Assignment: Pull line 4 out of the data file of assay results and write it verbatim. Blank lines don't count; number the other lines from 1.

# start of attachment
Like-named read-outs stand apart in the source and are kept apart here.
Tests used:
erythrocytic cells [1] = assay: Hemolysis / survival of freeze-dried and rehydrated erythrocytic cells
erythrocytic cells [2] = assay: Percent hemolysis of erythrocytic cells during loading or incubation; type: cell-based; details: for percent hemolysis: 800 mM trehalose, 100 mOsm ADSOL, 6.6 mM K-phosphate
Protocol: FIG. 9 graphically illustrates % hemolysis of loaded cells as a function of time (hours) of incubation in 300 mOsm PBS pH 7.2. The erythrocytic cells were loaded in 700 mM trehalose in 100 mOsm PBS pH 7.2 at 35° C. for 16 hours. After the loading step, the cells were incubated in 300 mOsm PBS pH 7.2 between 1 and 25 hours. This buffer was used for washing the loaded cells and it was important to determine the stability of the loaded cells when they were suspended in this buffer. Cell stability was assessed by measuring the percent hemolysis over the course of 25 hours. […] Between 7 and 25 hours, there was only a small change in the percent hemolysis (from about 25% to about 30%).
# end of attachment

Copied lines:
erythrocytic cells [2] = assay: Percent hemolysis of erythrocytic cells during loading or incubation; type: cell-based; details: for percent hemolysis: 800 mM trehalose, 100 mOsm ADSOL, 6.6 mM K-phosphate